A few weeks ago my friend and I went out for dinner and she proclaimed that she was on a chicken salad kick (she’s since moved on to French dips, oh well).  I don’t order chicken salad very often because it’s usually just a little too goopey for my tastes, but then I ran across this recipe in Cooking Light and thought I’d give it a whirl.  The poached cooking method for the chicken was perfect.  Plus, with a few adaptations, it was a great way for me to use up some CSA goodies.  I think now I’m on a chicken salad kick!

Chicken Salad (adapted from May 2011 Cooking Light)
2 pounds skinless, boneless chicken breast halves
1 c. chopped radish
1 c. chopped green onion
1/4 c. dried currants
1/3 c. coarsely chopped almonds

1/2 c. mayonnaise
1/2 c. plain yogurt
1 Tbsp. lemon juice
1 Tbsp. white wine vinegar
1 Tbsp. Dijon mustard
1 tsp. honey
salt and pepper to taste

Step 1: Fill a stockpot two-thirds full of water; bring to a boil.
Step 2:  Wrap each chicken breast half completely and tightly in heavy-duty plastic wrap. Add the chicken to boiling water. Cover and simmer for 20 minutes or until a thermometer registers 165°. Remove from pan, and let stand for 5 minutes. Unwrap chicken and shred; refrigerate for 30 minutes or until cold.
Step 3:  Combine dressing ingredients in a large bowl, stirring with a whisk. Add chicken, radishes, onions, currants, and almonds; toss well to coat. Cover and refrigerate for 1 hour. Serve over salad greens.

Chicken Salad

Bran Muffins (and brief update on my vacation)

Another delay in posts, I know!  But a friend of mine and I were traveling in Scotland for two weeks, hiking the West Highland Way, and I just couldn’t post from the trail.  And last week was jet-lag recovery so cut me some slack (ahem, mom).

The trip was amazing, once we actually got there.  We departed the day the volcano in Iceland errupted, and since we were flying Icelandair, our flights were canceled.  This resulted in an unanticipated stay in Toronto for a day where we ate the best chocolate and gelatto ever (Well, for me.  I’ve never been to Italy so that opinion is subject to change.)  If you ever find yourself delayed in Toronto, head down to the Distillery District and go to Soma Chocolatemaker for some tasty treats.

Best chocolate ever. Soma chocolate maker, Toronto

Anyway, when we finally did get to cross the pond over to London, our flight to Scotland was canceled because the ash from the volcano had drifted over our destination.  Thankfully, (mostly) reliable train transportation exists in the U.K. so we took a train to Glasgow, found a hotel, and then the next morning took a train to Balloch and bus to Balmaha so we could get caught up on the trail.  Of course, the train to Balloch was canceled but by day 3 (or was it 4?) of our vacation, and still not at our actual destination, this didn’t really phase us.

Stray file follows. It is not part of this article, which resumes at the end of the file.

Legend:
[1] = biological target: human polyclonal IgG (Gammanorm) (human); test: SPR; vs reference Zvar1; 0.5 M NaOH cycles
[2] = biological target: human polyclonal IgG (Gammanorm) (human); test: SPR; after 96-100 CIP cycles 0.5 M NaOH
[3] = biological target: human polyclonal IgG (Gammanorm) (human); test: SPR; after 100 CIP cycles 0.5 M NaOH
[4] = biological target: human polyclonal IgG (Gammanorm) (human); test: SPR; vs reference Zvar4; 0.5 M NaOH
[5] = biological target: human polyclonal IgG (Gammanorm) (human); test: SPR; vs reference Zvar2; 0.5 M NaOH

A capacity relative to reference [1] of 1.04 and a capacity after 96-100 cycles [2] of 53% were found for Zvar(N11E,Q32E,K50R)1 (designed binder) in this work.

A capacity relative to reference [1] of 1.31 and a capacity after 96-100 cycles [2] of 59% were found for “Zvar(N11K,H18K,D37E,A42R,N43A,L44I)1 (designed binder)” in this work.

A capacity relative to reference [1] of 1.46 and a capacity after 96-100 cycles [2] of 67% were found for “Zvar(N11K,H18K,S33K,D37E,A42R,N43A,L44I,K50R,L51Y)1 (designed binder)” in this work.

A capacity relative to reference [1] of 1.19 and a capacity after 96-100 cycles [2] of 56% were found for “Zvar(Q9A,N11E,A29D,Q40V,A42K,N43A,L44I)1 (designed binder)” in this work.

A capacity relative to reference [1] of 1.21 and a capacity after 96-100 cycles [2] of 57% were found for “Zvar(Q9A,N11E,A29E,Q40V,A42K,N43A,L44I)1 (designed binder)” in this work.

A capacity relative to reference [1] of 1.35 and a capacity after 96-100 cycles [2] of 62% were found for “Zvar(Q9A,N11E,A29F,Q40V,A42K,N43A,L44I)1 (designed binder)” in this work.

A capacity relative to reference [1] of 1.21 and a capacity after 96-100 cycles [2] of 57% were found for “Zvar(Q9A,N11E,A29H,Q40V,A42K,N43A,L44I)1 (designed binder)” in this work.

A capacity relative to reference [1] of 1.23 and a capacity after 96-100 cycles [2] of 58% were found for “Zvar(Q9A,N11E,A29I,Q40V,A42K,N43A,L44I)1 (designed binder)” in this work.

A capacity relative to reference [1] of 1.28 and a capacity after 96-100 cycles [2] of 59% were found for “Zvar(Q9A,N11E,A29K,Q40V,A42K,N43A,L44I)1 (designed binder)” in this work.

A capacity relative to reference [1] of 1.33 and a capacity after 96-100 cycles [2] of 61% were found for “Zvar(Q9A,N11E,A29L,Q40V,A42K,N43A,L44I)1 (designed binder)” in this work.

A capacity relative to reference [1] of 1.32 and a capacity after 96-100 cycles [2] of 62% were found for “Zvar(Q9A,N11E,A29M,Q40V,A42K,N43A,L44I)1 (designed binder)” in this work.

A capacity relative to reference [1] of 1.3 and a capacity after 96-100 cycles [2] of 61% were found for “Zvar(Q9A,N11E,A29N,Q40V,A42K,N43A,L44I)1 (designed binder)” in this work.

Just let us get to the trail!!

After a brief encounter with what we can only assume was a crazy Scottish woman who insisted that we were deaf since we couldn’t understand anything she said, we really did finally get on the trail.  And we walked and walked and walked.  And though we were delayed in getting there, it was worth the wait.

Loch Lomond

Not a bad view, right?  I must also share these pictures of “wildlife” I took for my parents.  Sheep for my mom, the knitter, and beef for my dad the beef farmer.


Highland Beef

I should note that we were not standing in a cow pasture when we took the picture of the beef.  Rather, they were on the trail.  My friend calmly stated, “Alyssa, I grew up in Chicago and this is scaring the crap out of me.”  To which I replied, “I grew up on a farm.  Our beef do not have horns like that.  This scares the crap out of me!”  But we had nothing to worry about.  Apparently these beef are used to hikers and ignored us as we gingerly walked on by.

Shortly after passing the beefers, I thought to myself that it would be really nice to have some delicious food that night after hiking.  Most of the food we had since arriving was sort of blah.  Turns out my wish was granted when we arrived at the Bridge of Orchy hotel.  The only eating establishment in the town, the Bridge of Orchy served up some very tasty treats.  Upon the advice of a group of Scottish hikers we met on the trail, we were daring enough to try the Crisp Haggis and Chicken Money Bags which were quite tasty.  We were not yet willing to commit to the Haggis, Neeps and Tatties, though (that’s haggis, turnips and potatoes if you don’t speak Scottish).  All in due time.

After such a satisfying meal, we hit the trail the next day only to be pelted by hail.  You wouldn’t believe it for some of the pics I took that day, but the weather was horrendous (make sure you roll the ‘r’ as much as possible when you read that.  Think Sean Connery times 10).  It took a lot of energy just to stay on the trail and not be blown off the side of the mountain.  Good thing we had that haggis in our bellies to weigh us down.